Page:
the Spirit of Counsel that we may choose the surest way of doing Your will, seeking first the Kingdom;
Grant us the Spirit of Wisdom that we may aspire to the things that last forever;
Teach us to be Your faithful disciples and animate us in every way with Your Spirit.
I am certainly guilty of that. I feel frightened by the most benign mentally ill.
The 12 Fruits of the Holy Spirit are a result of the Virtues and the Gifts of the Holy Spirit working within us. The Fruits are: Charity, Joy, Peace, Patience, Kindness, Goodness,
Gentleness (also called Benignity),
Continence (Self-control) and
If we water and tend a fruit tree we will enjoy the fruit when it matures. Similarly, the working of the Gifts of the Holy Spirit and their associated virtues within us produces fruits in our spirit, which console and encourage us to ever greater virtue and deeper surrender to God. Since the Fruits of the Holy Spirit are produced in the human spirit by the working of the Gifts, the greater the operation of the Gifts the more evident will be the Fruits.
The Fruits are:
Gentleness (also called Benignity),
Continence (Self-control) and
Come, Holy Spirit
Come, Holy Spirit, fill the hearts of Thy faithful and enkindle in them the fire of Thy love.
V. Send forth Thy Spirit and they shall be created.
R. And Thou shalt renew the face of the earth.
Let us pray. O God, Who didst instruct the hearts of the faithful by the light of the Holy Spirit, grant us in the same Spirit to be truly wise, and ever to rejoice in His consolation. Through Christ our Lord.
thank you for the ping...EXCELLENT article!
You know that is why Terri must die.
SO ABSOLUTELY TRUE.
And a continuing growing edge challenge in my life. LETTING GO AND LETTING GOD is not an easy thing for me to learn well.
By His grace have made a lot of progress. But it's still a challenge. If you care about me, please pray for me in this area.
Bless you for posting this.
The culture of death reminds me of Johnny Cash singing about his kingdom of dirt.
The insurance companies like this because it will give them more options to pull plugs in the future.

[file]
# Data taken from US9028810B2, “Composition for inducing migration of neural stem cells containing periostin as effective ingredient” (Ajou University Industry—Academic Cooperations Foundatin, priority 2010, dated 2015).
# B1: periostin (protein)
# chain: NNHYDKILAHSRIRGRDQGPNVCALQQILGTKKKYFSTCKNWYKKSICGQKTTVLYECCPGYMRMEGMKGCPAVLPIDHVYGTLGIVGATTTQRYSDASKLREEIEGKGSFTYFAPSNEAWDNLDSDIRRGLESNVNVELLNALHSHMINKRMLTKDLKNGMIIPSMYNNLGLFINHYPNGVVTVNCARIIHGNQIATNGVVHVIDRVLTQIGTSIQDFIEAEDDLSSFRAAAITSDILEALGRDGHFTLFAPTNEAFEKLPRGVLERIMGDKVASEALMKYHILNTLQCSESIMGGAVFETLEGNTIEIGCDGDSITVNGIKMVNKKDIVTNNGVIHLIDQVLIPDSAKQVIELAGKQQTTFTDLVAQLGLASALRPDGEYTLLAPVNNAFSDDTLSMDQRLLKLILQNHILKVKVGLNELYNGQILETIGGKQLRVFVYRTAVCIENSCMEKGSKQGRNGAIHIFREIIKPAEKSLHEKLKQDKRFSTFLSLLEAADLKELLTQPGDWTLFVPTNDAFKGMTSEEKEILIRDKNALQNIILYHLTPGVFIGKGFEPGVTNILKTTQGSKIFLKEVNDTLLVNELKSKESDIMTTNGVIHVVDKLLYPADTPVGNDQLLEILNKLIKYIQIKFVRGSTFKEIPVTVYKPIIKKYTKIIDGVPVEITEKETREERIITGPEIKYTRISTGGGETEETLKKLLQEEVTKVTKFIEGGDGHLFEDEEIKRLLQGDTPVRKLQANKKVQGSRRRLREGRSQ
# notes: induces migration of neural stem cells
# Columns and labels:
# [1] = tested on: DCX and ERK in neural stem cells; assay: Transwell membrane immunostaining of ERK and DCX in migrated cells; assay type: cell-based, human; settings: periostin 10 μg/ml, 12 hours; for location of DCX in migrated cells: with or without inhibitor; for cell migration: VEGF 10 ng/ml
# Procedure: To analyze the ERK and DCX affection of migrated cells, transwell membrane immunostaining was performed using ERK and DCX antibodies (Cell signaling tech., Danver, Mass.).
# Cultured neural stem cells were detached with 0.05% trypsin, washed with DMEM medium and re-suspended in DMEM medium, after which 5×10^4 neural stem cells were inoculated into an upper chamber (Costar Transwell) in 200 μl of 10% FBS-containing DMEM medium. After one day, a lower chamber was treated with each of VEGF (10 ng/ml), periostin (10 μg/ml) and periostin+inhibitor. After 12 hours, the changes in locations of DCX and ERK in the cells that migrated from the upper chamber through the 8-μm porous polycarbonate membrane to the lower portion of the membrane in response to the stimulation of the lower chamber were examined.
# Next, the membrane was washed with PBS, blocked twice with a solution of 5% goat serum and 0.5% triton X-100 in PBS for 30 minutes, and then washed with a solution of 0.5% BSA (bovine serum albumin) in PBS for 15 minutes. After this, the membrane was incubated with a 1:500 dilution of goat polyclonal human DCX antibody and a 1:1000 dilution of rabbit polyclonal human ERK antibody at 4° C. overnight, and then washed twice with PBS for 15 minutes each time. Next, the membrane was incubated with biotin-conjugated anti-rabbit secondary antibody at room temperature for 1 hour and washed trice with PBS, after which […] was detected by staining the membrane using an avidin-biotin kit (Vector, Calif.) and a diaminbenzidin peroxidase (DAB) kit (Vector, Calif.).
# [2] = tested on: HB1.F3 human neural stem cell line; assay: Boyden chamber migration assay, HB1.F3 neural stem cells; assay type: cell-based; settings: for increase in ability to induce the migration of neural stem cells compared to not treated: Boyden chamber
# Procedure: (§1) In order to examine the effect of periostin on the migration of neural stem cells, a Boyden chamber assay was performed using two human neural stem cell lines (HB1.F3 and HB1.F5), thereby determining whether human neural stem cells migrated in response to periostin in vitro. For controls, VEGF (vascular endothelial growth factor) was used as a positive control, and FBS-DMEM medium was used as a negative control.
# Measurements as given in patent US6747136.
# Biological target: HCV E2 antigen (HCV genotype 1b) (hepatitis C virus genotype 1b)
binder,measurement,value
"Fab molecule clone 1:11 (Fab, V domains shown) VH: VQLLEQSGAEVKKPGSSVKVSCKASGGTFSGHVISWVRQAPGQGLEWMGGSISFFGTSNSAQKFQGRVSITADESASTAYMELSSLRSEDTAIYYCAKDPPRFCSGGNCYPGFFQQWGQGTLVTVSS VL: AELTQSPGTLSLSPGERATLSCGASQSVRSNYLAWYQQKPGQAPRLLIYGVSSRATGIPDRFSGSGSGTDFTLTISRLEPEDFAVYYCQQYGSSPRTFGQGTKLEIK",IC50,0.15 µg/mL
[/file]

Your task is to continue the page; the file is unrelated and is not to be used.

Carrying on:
With everyone mostly getting older as the largest part of the population soon, these euthanasia issues are arriving right on time.
More and more this world reminds me of that old movie Soylent Green with Charlton Heston. People were eating soylent green, which ended up being made of PEOPLE.
Are we so far off from that either?
Hell is defined best as an absence of God. We see a little more of that lately I am sorry to say.
Please add me to your ping list. Thanks.
From abortion, to pornography, to euthanasia, the Culture of Death is resoultely confronting and killing innocents; from the innocents unborn in the womb, to the innocent minds and souls of youth, to the innocent lives of the defenseless handicapped.
America, just like in Germany, where Hitler merely trod upon the ground prepared for him by psychiatrists and lawyers, is a killing fields for innocence where the battlefield was also prepared by doctors and lawyers.
It is over in America. Happy Easter.
ping to you
Perhaps because they shatter the illusion of being in control of things?
Ann and I had children -- perfectly healthy -- late in life, so I had plenty of opportunity to reflect on who's in control in the mental health department while waiting for them to be born. The visceral discomfort I have around the mentally handicapped had preceded that reflection and now persists. I don't like this about myself.